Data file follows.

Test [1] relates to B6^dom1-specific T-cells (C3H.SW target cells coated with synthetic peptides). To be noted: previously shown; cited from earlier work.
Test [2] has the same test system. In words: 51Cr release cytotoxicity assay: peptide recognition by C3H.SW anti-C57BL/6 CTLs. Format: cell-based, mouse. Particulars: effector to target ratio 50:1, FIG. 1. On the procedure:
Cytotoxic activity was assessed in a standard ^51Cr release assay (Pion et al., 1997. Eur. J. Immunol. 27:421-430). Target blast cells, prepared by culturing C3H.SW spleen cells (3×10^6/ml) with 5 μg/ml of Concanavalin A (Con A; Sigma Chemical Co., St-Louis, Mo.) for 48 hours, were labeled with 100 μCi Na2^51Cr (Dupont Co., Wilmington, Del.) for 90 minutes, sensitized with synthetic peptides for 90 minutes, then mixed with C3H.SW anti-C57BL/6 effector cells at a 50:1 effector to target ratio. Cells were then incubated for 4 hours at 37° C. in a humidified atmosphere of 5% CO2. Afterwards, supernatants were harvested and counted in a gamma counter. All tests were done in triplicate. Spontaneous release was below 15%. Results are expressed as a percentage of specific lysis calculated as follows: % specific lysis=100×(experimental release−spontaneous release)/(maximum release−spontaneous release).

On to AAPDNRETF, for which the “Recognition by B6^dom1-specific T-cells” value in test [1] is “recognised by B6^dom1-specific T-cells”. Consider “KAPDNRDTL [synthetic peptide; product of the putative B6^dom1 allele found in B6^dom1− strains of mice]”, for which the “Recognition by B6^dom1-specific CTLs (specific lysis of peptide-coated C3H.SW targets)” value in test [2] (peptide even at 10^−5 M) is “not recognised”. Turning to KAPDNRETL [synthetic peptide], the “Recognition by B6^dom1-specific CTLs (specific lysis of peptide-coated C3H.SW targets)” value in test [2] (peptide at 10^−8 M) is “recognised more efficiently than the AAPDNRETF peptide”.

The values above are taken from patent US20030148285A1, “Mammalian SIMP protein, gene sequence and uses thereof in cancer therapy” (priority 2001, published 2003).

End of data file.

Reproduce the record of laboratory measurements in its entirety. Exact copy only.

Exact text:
Test [1] relates to B6^dom1-specific T-cells (C3H.SW target cells coated with synthetic peptides). To be noted: previously shown; cited from earlier work.
Test [2] has the same test system. In words: 51Cr release cytotoxicity assay: peptide recognition by C3H.SW anti-C57BL/6 CTLs. Format: cell-based, mouse. Particulars: effector to target ratio 50:1, FIG. 1. On the procedure:
Cytotoxic activity was assessed in a standard ^51Cr release assay (Pion et al., 1997. Eur. J. Immunol. 27:421-430). Target blast cells, prepared by culturing C3H.SW spleen cells (3×10^6/ml) with 5 μg/ml of Concanavalin A (Con A; Sigma Chemical Co., St-Louis, Mo.) for 48 hours, were labeled with 100 μCi Na2^51Cr (Dupont Co., Wilmington, Del.) for 90 minutes, sensitized with synthetic peptides for 90 minutes, then mixed with C3H.SW anti-C57BL/6 effector cells at a 50:1 effector to target ratio. Cells were then incubated for 4 hours at 37° C. in a humidified atmosphere of 5% CO2. Afterwards, supernatants were harvested and counted in a gamma counter. All tests were done in triplicate. Spontaneous release was below 15%. Results are expressed as a percentage of specific lysis calculated as follows: % specific lysis=100×(experimental release−spontaneous release)/(maximum release−spontaneous release).

On to AAPDNRETF, for which the “Recognition by B6^dom1-specific T-cells” value in test [1] is “recognised by B6^dom1-specific T-cells”. Consider “KAPDNRDTL [synthetic peptide; product of the putative B6^dom1 allele found in B6^dom1− strains of mice]”, for which the “Recognition by B6^dom1-specific CTLs (specific lysis of peptide-coated C3H.SW targets)” value in test [2] (peptide even at 10^−5 M) is “not recognised”. Turning to KAPDNRETL [synthetic peptide], the “Recognition by B6^dom1-specific CTLs (specific lysis of peptide-coated C3H.SW targets)” value in test [2] (peptide at 10^−8 M) is “recognised more efficiently than the AAPDNRETF peptide”.

The values above are taken from patent US20030148285A1, “Mammalian SIMP protein, gene sequence and uses thereof in cancer therapy” (priority 2001, published 2003).